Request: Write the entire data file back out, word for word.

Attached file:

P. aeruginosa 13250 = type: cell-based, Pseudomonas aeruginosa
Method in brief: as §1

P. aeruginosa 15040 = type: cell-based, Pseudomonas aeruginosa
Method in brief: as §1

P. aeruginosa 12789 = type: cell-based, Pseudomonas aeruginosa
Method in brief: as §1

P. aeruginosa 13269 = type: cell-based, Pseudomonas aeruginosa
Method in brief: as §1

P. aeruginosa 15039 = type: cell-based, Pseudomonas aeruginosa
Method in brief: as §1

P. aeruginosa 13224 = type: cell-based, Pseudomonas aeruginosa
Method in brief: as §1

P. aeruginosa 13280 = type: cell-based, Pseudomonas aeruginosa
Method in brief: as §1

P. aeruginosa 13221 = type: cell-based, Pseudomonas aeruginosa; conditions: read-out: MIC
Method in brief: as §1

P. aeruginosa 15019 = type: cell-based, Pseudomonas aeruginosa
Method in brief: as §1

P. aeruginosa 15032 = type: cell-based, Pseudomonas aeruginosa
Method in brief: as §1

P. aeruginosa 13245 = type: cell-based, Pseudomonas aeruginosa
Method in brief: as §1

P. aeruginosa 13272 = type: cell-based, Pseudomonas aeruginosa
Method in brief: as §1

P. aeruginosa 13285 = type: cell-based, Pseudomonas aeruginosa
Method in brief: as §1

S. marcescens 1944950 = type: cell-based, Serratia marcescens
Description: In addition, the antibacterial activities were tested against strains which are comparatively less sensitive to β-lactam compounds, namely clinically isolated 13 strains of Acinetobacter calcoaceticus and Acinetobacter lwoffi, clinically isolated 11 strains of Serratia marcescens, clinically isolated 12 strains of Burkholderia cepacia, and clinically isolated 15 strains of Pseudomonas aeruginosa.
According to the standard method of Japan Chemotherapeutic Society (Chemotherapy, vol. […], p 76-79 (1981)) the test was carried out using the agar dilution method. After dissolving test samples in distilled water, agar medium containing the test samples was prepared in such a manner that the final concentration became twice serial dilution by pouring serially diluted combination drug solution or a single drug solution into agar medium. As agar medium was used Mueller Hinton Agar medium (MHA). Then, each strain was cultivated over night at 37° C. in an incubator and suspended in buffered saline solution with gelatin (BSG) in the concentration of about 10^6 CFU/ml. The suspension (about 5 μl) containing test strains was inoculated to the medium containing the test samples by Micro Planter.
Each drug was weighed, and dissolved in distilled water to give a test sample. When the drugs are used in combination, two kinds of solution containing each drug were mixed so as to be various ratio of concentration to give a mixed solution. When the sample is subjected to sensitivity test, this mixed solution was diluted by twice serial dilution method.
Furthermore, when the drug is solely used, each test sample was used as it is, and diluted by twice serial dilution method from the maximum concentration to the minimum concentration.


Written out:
P. aeruginosa 13250 = type: cell-based, Pseudomonas aeruginosa
Method in brief: as §1

P. aeruginosa 15040 = type: cell-based, Pseudomonas aeruginosa
Method in brief: as §1

P. aeruginosa 12789 = type: cell-based, Pseudomonas aeruginosa
Method in brief: as §1

P. aeruginosa 13269 = type: cell-based, Pseudomonas aeruginosa
Method in brief: as §1

P. aeruginosa 15039 = type: cell-based, Pseudomonas aeruginosa
Method in brief: as §1

P. aeruginosa 13224 = type: cell-based, Pseudomonas aeruginosa
Method in brief: as §1

P. aeruginosa 13280 = type: cell-based, Pseudomonas aeruginosa
Method in brief: as §1

P. aeruginosa 13221 = type: cell-based, Pseudomonas aeruginosa; conditions: read-out: MIC
Method in brief: as §1

P. aeruginosa 15019 = type: cell-based, Pseudomonas aeruginosa
Method in brief: as §1

P. aeruginosa 15032 = type: cell-based, Pseudomonas aeruginosa
Method in brief: as §1

P. aeruginosa 13245 = type: cell-based, Pseudomonas aeruginosa
Method in brief: as §1

P. aeruginosa 13272 = type: cell-based, Pseudomonas aeruginosa
Method in brief: as §1

P. aeruginosa 13285 = type: cell-based, Pseudomonas aeruginosa
Method in brief: as §1

S. marcescens 1944950 = type: cell-based, Serratia marcescens
Description: In addition, the antibacterial activities were tested against strains which are comparatively less sensitive to β-lactam compounds, namely clinically isolated 13 strains of Acinetobacter calcoaceticus and Acinetobacter lwoffi, clinically isolated 11 strains of Serratia marcescens, clinically isolated 12 strains of Burkholderia cepacia, and clinically isolated 15 strains of Pseudomonas aeruginosa.
According to the standard method of Japan Chemotherapeutic Society (Chemotherapy, vol. […], p 76-79 (1981)) the test was carried out using the agar dilution method. After dissolving test samples in distilled water, agar medium containing the test samples was prepared in such a manner that the final concentration became twice serial dilution by pouring serially diluted combination drug solution or a single drug solution into agar medium. As agar medium was used Mueller Hinton Agar medium (MHA). Then, each strain was cultivated over night at 37° C. in an incubator and suspended in buffered saline solution with gelatin (BSG) in the concentration of about 10^6 CFU/ml. The suspension (about 5 μl) containing test strains was inoculated to the medium containing the test samples by Micro Planter.
Each drug was weighed, and dissolved in distilled water to give a test sample. When the drugs are used in combination, two kinds of solution containing each drug were mixed so as to be various ratio of concentration to give a mixed solution. When the sample is subjected to sensitivity test, this mixed solution was diluted by twice serial dilution method.
Furthermore, when the drug is solely used, each test sample was used as it is, and diluted by twice serial dilution method from the maximum concentration to the minimum concentration.